And what a comfort is it now, in our daily approach to God, to minister boldness to us in all our perplexities, that we go to God in the name of one that he loves, ‘in whom his soul delights,’ that we have a friend in court, a friend in heaven for us, that is at the right hand of God, and interposes himself there for us in all our suits, that makes us acceptable, that perfumes our prayers and makes them acceptable. He intercedes by virtue of his redemption. If God loves him for the work of redemption, he loves him for his intercession; therefore God is required to regard the prayers made by him, by virtue of his dying for us, when he loves him for dying for us. Be sure therefore, whenever we bring our needs to God, to take along our elder brother, to take our beloved brother, take Benjamin with us, and offer all to God in him, our persons to be accepted in him, our prayers, our hearing, our works, and all that we do, and we shall be sure to speed; for he is one in whom the soul of God delights. There must be this passage and repassage, as God looks upon us lovely in him, and delights in us as we are members of him. All God’s love and the fruits of it come to us as we are in Christ, and are one with him. Then in our passage to God again we must return all, and do all, to God in Christ. Be sure not to go naked to God; for so he is ‘a consuming fire,’ but go to him in the mediation of him whom he loves, ‘and in whom his soul delighteth.’

The Eye Of Faith

Richard Sibbes

Richard Sibbes reminds us here of the personal nature of the transformation that takes place when we first see our Savior:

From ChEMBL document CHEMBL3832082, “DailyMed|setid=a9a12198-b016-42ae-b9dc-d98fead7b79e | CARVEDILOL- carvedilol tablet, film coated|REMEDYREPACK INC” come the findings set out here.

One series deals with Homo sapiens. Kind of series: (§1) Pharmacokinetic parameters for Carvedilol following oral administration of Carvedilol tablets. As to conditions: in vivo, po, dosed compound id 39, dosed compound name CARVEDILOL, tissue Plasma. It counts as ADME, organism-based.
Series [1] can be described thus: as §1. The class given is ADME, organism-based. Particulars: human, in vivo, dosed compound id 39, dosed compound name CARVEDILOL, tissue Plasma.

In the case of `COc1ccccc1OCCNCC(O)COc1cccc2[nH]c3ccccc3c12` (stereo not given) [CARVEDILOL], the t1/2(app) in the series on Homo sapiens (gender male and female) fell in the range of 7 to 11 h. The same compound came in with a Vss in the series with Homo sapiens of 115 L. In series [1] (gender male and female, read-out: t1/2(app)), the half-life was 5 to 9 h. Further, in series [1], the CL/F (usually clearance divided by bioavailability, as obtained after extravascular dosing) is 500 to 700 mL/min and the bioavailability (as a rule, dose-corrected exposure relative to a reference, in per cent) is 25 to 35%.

The very beholding of Christ is a transforming sight. The Spirit that makes us new creatures, and stirs us up to behold this Savior, causes it to be a transforming beholding. If we look upon him with the eye of faith, it will make us like Christ; for the gospel is a mirror, and such a mirror, that when we a look into it, and see ourselves interested in it, we are changed from glory to glory, 2 Cor. iii. 18. A man cannot look upon the love of God and of Christ in the gospel, but it will change him to be like God and Christ For how can we see Christ, and God in Christ, but we shall see how God hates sin, and this will transform us to hate it as God cloth, who hated it so that it could not be expiated but with the blood of Christ, God man. So, seeing the holiness of God in it, it will transform us to be holy. When we see the love of God in the gospel, and the love of Christ giving himself for us, this will transform us to love God. When we see the humility and obedience of Christ, when we look on Christ as God’s chosen servant in all this, and as our surety and head, it transforms us to the like humility and obedience. Those that find not their dispositions in some comfortable measure wrought to this blessed transformation; they have not yet those eyes that the Holy Ghost requireth here. ‘Behold my servant whom I have chosen, my beloved in whom my soul delighteth.’ (Extract from “A Description of Christ”)